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GREAT events in history are seldom sudden and spontaneous in their origin. They may commonly be traced to causes long anterior to themselves. This, beyond all question, was the case with the transactions we are now about to consider. Their hidden source is to be sought four hundred years before they transpired.

The origin of the Crusades is to be found in the rise and progress of Mohammedanism, which, propagating itself by force of arms, at one period threatened either to extirpate all the nations of Christendom, or to subdue them to its own despotic dominion. The spirit of Mohammedanism was essentially the spirit of conquest; and its conquests were multiplied with the most astonishing rapidity. Within a brief period it penetrated to the very heart of Europe. The whole of Christendom was thrown

into the utmost consternation, and, but for the signal victory of the illustrious Charles Martel, who completely defeated an army of four hundred thousand Moslems, the very existence of Christianity would, according to human appearance, have been endangered.*

The Mohammedans of the east, therefore, and the professed Christians of the west, were arrayed in the most determined hostility against cach other. A bitter rivalry subsisted between them. From the end of the seventh century up to the period of the Crusades, Christianity had been struggling against Mohammedanism. After being dangerously menaced, it had conquered it in Europe, and confined it to Spain. Thence also it constantly strove to expel it. In the Crusades this grand struggle was at its height. This was the great crisis in the conflict between these two social and religious systems. †

Towards the period at which the Crusades commenced, however, numerous other influences combined to originate the enterprise. The age was one of intense feeling, in which religious ideas though they were corrupt and erroneous-were completely in the ascendant. The arts and sciences were confined to the monastic cell. The clergy were the sole instructors of the people. Christianity was disrobed of her heavenly majesty, and decked out in false and meretricious ornaments. Its hallowed name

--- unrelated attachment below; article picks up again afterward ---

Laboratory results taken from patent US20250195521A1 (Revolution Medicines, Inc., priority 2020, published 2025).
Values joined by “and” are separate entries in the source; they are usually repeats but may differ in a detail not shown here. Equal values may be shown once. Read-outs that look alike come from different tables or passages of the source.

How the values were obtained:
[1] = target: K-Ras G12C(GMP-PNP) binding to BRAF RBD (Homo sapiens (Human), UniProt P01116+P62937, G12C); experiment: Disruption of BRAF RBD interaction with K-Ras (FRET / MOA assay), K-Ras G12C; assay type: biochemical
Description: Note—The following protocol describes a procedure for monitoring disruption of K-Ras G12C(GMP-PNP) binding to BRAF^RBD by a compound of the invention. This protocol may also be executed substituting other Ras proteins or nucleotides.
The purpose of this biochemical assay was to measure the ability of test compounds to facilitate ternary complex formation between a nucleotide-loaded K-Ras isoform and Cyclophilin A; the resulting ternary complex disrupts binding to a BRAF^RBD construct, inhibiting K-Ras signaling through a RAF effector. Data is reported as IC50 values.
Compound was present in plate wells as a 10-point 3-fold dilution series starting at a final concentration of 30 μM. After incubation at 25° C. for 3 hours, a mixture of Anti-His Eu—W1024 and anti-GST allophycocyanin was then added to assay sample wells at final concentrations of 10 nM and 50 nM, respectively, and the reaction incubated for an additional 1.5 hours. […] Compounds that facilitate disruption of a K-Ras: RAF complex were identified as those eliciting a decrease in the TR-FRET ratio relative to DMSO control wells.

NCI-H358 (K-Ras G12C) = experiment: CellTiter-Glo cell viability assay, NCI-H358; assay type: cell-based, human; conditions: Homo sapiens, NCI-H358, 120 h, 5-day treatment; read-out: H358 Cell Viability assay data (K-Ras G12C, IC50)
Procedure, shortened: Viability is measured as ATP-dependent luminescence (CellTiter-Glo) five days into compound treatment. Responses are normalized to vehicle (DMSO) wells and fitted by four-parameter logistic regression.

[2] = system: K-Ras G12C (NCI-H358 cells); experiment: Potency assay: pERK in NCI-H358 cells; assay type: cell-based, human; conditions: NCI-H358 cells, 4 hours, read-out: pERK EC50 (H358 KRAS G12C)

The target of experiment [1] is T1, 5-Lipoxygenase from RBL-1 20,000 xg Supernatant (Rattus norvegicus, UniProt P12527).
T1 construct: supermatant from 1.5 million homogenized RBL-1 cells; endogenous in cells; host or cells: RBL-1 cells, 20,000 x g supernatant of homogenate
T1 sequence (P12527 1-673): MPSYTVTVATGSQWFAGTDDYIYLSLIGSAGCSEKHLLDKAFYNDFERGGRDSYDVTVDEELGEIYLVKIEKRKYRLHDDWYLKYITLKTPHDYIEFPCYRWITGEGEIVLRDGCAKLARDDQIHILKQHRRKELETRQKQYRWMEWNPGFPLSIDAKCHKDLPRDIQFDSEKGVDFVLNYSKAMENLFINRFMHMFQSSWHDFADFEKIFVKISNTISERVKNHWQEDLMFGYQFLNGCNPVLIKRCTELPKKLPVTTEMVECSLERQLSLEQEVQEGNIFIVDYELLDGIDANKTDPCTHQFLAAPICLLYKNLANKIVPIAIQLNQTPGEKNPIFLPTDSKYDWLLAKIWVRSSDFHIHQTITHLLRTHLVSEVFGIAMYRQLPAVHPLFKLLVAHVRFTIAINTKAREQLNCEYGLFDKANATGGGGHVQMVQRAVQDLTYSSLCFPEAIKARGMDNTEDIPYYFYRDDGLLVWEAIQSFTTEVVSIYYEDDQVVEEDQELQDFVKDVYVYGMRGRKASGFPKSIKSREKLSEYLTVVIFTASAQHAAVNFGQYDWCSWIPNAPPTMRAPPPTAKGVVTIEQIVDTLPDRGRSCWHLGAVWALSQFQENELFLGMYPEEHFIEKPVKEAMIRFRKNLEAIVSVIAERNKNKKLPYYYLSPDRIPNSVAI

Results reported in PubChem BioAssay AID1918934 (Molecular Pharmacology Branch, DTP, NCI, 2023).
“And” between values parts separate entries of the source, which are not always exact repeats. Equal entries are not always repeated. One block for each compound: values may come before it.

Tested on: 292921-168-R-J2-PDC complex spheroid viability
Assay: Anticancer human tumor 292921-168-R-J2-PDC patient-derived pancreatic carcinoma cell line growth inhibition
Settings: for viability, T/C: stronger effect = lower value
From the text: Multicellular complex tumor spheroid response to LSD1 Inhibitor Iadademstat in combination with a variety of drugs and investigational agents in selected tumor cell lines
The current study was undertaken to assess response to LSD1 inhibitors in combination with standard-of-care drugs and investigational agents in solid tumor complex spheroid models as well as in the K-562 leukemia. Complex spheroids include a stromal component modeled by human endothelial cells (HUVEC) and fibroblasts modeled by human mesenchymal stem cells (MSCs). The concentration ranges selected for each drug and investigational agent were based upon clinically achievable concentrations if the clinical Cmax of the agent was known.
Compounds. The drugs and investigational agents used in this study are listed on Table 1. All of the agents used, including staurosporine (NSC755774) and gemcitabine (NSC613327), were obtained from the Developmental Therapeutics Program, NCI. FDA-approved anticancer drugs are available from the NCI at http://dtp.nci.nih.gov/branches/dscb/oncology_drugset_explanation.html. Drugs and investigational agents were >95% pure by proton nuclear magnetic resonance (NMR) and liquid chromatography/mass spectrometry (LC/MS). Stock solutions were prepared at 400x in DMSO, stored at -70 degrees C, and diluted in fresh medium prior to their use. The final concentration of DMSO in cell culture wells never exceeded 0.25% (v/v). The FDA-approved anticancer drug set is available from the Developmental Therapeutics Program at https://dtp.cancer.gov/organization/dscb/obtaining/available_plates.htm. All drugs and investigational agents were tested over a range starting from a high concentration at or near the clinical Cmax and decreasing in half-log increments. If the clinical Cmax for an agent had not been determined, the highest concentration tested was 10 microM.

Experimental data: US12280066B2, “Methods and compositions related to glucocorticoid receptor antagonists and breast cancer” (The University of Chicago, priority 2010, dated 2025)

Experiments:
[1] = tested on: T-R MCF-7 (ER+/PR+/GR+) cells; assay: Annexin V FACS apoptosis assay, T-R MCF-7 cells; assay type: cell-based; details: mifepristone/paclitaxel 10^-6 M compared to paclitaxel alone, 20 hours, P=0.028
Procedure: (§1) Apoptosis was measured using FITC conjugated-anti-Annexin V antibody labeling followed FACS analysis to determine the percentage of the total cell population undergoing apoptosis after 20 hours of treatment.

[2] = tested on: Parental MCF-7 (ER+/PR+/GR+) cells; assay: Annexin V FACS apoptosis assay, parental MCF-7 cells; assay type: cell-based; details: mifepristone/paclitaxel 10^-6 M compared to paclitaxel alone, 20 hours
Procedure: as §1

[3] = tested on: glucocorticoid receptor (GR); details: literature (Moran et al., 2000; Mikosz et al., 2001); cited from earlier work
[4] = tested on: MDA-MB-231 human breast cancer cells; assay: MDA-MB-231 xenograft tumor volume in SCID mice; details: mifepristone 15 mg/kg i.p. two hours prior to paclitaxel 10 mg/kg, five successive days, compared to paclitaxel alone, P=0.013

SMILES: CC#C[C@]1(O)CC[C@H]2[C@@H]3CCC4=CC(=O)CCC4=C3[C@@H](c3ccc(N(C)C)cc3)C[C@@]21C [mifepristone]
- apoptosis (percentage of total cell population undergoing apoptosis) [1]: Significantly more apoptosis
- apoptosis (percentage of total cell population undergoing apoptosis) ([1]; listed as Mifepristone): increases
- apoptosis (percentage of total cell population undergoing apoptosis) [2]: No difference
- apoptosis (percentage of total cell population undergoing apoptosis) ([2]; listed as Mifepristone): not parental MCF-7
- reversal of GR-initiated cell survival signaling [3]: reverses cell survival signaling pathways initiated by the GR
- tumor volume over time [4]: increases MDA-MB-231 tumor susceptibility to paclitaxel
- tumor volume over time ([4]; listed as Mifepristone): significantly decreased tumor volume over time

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*Schlegel's Philosophy of History, Lecture XII. † Cuizot's History of Civilization in Europe, Lecture v11.

was associated with the most abominable superstitions, and the grossest crimes. Still, such as they were, religious influences were predominant. Religion was a ruling passion of the times. But, amidst the abject superstition which prevailed, the military spirit, also, had universally diffused itself. All the great lords possessed the right of peace and war. They were engaged in perpetual hostilities with each other. Valour was the only excellence which was held in esteem, and which gave one man the pre-eminence above another.*

The Crusades were in character with the age to which they belonged. It was the age of chivalry. The order of knighthood was esteemed the highest earthly distinction. Kings received it: all coveted it. The object of every young man's ambition was one day to become a knight. This institution was at once the embodiment of the two ruling passions under the influence of which the Crusades were undertaken. The religious and the warlike spirit -contradictory as it may seem were both combined in chivalry. The principal church of the city was the place where the ceremony of the ancient knights' investiture was solemnized. Bishops and clergy, as well as knights and nobles, were present on the occasion. The high mass was chanted, and the novice approaching the altar, presented the sword to the priest to be blessed and consecrated to the cause of religion and of virtue. Nor was it * Hume's History of England, vol. i.